American Essence

Joseph Warren, the Spy Doctor of the Revolutionary War

In his brief life, Joseph Warren served the colonies as a doctor, spy, soldier, and finally, martyr
BY Dean George TIMEJuly 19, 2023 PRINT

George Washington, Thomas Jefferson, and James Madison are names typically associated with America’s founding, but others deserving mention are cloaked in obscurity. One such man is Dr. Joseph Warren, a Massachusetts native and patriot who played an instrumental role in the drive for America’s independence.

Warren was a respected physician in the 1760s. The son of a farmer, he was educated at Harvard University and was an underground leader of the Sons of Liberty, a separatist movement seeking freedom from Great Britain a decade before July 4, 1776.

The affable and widely respected Dr. Warren authored a series of articles beginning in 1767 for the Boston Gazette under the pseudonym “A True Patriot.” Warren later penned the Suffolk Resolves, a document passed unanimously by the First Continental Congress. The declaration urged Colonists to cease paying taxes and trading with Great Britain in protest of punitive laws following the Boston Tea Party. 

The Suffolk Resolves was seen as the precursor to the Declaration of Independence, but sadly the signature of this patriot whose tireless efforts helped make that freedom a reality is missing from the founding document.

Epoch Times Photo
Portrait of Joseph Warren when he was still a respected physician in Boston, by John Singleton Copley, circa 1765. (Public Domain)

Humble Beginnings

Warren entered Harvard as a freshman in 1755. At that time, students were ranked by their parents’ finances, and Warren was listed 34 or 35 out of 43 incoming students. Bright and outgoing, Warren befriended a number of sons from prominent families, and those connections proved invaluable later when he became a physician.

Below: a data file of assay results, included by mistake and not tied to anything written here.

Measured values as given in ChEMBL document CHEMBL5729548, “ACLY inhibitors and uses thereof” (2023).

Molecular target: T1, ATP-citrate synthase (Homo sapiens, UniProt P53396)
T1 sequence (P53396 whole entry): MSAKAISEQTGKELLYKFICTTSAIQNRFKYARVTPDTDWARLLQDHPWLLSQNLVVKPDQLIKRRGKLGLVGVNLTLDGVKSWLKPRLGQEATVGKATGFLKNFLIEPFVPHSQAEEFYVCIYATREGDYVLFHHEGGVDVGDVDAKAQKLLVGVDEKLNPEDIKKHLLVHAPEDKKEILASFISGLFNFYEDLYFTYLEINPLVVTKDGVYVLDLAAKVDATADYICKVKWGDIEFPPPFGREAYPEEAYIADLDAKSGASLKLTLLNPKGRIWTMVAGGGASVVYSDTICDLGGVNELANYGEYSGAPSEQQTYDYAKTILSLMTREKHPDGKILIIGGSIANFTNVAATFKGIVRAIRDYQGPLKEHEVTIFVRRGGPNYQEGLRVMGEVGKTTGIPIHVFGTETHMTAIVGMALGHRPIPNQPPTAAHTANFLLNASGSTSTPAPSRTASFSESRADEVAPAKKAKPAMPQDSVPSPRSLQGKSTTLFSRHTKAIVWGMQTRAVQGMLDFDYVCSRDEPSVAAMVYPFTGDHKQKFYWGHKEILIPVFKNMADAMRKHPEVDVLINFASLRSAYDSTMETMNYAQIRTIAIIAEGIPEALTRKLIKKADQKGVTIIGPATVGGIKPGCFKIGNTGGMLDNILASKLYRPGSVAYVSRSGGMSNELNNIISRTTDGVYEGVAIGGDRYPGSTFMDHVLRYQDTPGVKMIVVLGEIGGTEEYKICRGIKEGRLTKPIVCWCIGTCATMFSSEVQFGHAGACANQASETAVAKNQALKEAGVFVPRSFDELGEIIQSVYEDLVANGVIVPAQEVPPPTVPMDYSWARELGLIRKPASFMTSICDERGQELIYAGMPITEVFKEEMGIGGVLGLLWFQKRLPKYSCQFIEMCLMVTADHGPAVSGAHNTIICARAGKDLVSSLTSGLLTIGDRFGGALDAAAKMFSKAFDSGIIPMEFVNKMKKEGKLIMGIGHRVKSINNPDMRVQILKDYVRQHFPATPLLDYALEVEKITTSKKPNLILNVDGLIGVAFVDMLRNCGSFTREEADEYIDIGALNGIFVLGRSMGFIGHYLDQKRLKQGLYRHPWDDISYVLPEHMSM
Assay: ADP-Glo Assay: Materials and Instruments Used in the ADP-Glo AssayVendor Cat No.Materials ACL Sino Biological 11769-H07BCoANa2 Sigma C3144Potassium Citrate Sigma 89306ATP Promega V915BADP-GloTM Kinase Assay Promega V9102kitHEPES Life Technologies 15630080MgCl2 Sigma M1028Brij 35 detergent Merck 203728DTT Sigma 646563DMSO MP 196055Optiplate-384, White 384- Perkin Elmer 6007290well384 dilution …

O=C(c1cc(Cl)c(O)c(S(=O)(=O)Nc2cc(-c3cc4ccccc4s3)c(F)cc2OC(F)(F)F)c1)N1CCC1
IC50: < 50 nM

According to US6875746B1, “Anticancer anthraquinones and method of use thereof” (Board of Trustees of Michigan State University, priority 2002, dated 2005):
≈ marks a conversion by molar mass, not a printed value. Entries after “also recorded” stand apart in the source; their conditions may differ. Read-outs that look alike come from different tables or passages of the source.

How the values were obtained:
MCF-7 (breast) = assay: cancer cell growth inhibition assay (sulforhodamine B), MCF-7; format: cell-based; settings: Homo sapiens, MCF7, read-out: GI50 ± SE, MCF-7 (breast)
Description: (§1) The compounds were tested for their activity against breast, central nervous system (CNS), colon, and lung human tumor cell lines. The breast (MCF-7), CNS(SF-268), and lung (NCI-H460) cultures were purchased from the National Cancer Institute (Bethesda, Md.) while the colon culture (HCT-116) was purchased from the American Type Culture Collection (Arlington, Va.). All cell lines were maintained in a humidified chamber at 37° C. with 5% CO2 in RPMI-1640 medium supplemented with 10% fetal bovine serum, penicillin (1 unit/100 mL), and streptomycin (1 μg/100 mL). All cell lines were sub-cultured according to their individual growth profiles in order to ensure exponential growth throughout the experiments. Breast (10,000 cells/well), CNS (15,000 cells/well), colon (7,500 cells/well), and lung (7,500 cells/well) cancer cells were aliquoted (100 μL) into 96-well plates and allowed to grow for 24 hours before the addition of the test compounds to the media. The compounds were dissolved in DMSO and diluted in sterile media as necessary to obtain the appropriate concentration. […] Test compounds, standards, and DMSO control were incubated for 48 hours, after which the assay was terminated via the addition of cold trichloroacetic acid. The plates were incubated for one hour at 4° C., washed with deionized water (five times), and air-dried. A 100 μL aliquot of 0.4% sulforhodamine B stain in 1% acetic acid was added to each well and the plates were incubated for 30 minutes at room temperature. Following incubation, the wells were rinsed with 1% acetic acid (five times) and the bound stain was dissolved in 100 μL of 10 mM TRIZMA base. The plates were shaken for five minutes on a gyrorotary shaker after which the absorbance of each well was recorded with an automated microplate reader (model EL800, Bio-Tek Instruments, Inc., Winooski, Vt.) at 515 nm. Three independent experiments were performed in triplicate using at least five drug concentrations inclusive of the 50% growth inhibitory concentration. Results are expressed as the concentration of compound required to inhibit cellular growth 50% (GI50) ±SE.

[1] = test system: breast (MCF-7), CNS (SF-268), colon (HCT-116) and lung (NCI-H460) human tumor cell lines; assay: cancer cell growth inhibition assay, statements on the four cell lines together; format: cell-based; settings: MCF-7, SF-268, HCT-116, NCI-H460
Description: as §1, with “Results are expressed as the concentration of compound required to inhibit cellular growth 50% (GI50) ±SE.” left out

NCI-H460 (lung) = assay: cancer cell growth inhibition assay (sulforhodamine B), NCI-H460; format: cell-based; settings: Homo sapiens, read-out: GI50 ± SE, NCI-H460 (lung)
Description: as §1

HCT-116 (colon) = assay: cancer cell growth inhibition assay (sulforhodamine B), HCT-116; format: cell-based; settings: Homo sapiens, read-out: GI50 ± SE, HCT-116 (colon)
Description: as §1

In October of his freshman year, his father broke his neck and died. As the oldest of three boys, Warren wanted to quit Harvard and help provide for his family, but his mother made him promise to stay in school and continue his studies.

At the time, Harvard had no medical school, and aspiring doctors had to learn their trade by apprenticing with doctors who had been trained in Europe. Warren chose wisely and was tutored by Dr. James Lloyd, a wealthy physician who taught him everything from obstetrics and smallpox inoculations to bedside manners and how to be a gentleman. 

Warren’s medical practice began at the same time that a smallpox epidemic was spreading. After 10 of the first 12 people in the area who contracted smallpox died, Warren and other physicians began using a new medical practice called inoculation. Warren personally administered over 100 smallpox inoculations, and when none of his patients died, his respect and reputation with the local citizenry flourished.

A Doctor and Spy

Dr. Warren’s position as a physician to the loyalists in New England while active with the Sons of Liberty gave him unique access to both sides of the political divide. Warren was close to Royal Governor Thomas Hutchinson, and he was the personal physician of Thomas Flucker, the Royal Secretary and the third highest position in the Colonies. These circumstances made it ideal for Warren to run a spy ring reporting on British troop movements to his fellow separatists.

Christian Di Spigna, a Colonial expert on the events leading up to the American Revolution and the author of “Founding Martyr: The Life and Death of Dr. Joseph Warren, the American Revolution’s Lost Hero,” believes it was Flucker’s daughter, Lucy, who helped feed vital information to Warren’s spy ring. Lucy eventually later married Henry Knox, a senior general of the Continental Army in the Revolutionary War and the artillery chief during most of George Washington’s military campaigns.